Fastening table legs to surrounding skirts? Securing knee braces on a post and beam structure? Anchoring a shelf under a workbench? Lag bolts are your answer. Despite their name, these aren’t bolts at all — at least not where it counts. They’re just big screws, though they do have a hex-shaped bolt head. Drive them with a socket wrench.
Ordinary deck screws are the cheapest option you’ll find, offering excellent performance in general applications. Premium wood screws look like regular deck screws, except for a few key features. Serrated threads greatly reduce the tendency to split wood, and the best include a dual head design that accepts both Robertson and Phillips drivers.
Brass screws are classier than deck screws and lag bolts, but you need to be careful. Even the best brass screws are quite soft compared with steel ones. Predrilling proper-sized pilot holes that are only slightly smaller than brass screw threads is key, especially in hardwood. If it takes more than a moderate amount of torque to drive a brass screw, stop and enlarge the pilot hole. Even if the screw shank doesn’t break (and it probably will), the head will probably be mangled as your screwdrivers slips.
Brass pinned joints offer an exceptional option for joining wooden parts easily and beautifully, and it all starts with traditional flathead brass screws, the kind with a slot cut in the top for driving them. This type of screw head is designed for installation into predrilled and countersunk holes, but that’s not what you’ll do in this instance. Instead, after drilling a hole for the screw shank and threads, countersink a shallow pocket just half the depth required to contain the screw head. Your aim is to have the bottom of the driving slot sitting slightly higher than the surface of the wood because you grind the head of the screw flat so that there’s no longer a slot in the screw head.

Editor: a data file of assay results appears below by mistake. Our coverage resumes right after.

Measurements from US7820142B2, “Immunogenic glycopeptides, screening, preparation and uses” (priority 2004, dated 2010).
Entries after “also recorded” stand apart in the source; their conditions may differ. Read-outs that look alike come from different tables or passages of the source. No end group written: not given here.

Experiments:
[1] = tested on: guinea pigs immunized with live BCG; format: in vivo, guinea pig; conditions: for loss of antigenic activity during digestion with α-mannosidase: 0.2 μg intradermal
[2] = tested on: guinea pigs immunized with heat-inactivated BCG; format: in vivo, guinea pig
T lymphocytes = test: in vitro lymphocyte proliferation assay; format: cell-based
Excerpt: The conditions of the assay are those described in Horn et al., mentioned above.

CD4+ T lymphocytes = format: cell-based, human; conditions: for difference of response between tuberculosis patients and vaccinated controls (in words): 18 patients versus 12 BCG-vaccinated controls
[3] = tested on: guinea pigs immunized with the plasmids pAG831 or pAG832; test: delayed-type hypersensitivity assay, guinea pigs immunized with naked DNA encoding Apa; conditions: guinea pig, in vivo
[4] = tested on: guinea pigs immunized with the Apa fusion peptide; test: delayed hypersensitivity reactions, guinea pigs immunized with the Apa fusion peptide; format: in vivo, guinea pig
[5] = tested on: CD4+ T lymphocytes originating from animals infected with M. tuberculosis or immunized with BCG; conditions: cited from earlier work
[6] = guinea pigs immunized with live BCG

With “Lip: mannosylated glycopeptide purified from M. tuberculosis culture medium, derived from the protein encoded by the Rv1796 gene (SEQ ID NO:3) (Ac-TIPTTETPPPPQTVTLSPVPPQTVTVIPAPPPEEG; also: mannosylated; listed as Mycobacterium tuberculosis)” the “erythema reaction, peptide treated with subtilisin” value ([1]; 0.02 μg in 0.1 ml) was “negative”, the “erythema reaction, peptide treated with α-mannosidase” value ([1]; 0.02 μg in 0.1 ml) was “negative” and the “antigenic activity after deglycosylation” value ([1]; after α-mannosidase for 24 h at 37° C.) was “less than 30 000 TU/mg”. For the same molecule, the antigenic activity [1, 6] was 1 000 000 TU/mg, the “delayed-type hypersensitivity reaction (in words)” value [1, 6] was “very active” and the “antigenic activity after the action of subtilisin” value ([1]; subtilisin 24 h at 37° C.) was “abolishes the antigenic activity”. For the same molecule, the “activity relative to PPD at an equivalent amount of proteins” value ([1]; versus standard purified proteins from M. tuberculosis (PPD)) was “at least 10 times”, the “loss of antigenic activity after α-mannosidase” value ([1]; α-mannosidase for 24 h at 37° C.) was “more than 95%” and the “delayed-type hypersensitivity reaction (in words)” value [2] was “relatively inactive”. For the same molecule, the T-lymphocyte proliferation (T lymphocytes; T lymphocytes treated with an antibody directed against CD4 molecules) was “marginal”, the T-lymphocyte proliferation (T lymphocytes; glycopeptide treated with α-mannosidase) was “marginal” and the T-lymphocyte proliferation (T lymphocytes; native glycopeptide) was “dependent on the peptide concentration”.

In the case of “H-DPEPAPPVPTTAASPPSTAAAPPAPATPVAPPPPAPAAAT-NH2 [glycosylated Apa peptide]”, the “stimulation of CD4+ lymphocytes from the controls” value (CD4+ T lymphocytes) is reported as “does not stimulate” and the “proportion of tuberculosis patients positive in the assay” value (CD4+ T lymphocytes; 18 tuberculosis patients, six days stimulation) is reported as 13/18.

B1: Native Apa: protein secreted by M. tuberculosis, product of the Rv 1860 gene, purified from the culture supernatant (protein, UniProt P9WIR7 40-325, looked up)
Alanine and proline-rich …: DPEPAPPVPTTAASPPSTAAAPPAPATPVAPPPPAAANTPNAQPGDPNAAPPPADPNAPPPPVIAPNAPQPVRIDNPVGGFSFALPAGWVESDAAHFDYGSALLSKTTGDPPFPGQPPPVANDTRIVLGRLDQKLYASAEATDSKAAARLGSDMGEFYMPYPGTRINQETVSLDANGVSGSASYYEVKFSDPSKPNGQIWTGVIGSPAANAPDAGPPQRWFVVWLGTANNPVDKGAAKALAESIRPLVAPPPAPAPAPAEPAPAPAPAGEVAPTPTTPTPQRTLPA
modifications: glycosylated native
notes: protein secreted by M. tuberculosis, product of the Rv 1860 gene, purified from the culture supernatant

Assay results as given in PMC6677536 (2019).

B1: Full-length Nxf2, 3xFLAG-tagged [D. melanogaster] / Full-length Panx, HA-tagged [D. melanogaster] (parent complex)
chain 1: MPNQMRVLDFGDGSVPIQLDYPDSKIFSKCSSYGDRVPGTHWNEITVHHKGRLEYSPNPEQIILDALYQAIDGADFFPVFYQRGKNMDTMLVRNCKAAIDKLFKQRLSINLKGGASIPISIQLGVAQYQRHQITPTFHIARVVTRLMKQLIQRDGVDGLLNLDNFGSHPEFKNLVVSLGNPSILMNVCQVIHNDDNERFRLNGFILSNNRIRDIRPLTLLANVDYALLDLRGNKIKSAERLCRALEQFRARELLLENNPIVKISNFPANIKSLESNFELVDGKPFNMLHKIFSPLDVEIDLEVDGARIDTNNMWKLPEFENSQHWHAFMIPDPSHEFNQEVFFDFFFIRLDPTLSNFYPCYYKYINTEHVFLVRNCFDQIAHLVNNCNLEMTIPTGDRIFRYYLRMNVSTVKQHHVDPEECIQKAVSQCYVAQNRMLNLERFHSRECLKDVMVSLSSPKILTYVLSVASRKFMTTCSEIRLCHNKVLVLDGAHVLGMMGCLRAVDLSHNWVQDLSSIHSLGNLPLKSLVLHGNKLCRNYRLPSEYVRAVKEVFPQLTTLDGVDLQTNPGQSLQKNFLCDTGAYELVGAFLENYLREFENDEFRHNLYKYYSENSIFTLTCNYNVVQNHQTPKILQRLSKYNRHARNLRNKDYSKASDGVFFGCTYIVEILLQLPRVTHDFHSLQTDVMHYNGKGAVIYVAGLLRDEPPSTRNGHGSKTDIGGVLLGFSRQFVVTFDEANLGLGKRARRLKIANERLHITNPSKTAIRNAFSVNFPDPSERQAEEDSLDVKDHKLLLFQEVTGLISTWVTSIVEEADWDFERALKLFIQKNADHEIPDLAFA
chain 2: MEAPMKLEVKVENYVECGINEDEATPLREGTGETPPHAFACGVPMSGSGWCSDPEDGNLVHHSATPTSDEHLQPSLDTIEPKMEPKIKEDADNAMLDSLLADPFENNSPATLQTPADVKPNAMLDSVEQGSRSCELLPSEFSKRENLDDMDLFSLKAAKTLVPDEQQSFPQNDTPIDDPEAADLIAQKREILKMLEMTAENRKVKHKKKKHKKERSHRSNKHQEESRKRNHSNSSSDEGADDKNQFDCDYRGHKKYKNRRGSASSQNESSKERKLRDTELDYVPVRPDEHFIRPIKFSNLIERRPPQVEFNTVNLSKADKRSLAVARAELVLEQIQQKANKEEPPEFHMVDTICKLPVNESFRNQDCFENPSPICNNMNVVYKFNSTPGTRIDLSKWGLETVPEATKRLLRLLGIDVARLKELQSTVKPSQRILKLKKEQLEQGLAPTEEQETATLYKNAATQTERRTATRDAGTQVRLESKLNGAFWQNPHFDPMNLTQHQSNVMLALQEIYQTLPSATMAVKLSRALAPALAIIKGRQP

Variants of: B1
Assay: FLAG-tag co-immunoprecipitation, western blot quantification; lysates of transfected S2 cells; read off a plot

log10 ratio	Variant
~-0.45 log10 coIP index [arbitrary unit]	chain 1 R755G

Use a hand-held belt sander with an 80-grit sandpaper to level off the brass screw head so it’s even with the surrounding wood. Brass is soft, so leveling happens easily. Just be careful of heat. Lift the sander off the screw head after every couple of seconds of contact, to let the metal cool. There are never any sparks during this operation, but the brass will get hot enough to char the surrounding wood if you don’t allow cooling time. After the screw has been leveled, sand the entire surface as you would normally, then apply a finish. Few things look as nice as a brass pinned joint, especially over darker shades of wood, such as walnut or cherry.
Simple, sturdy furniture you successfully make yourself. It’s never been easier to produce great woodworking projects, so what are you waiting for? A pouch full of the right kind of screws and accessories will help you build like a pro.
Contributing Editor Steve Maxwell has been helping people renovate, build and maintain their homes for more than two decades. “Canada’s Handiest Man” is an award-winning home improvement authority and woodworking expert. Contact him by visiting his website and the blog, Maxwell’s House. You also can follow him on Twitter, like him on Facebook and find him on Google+.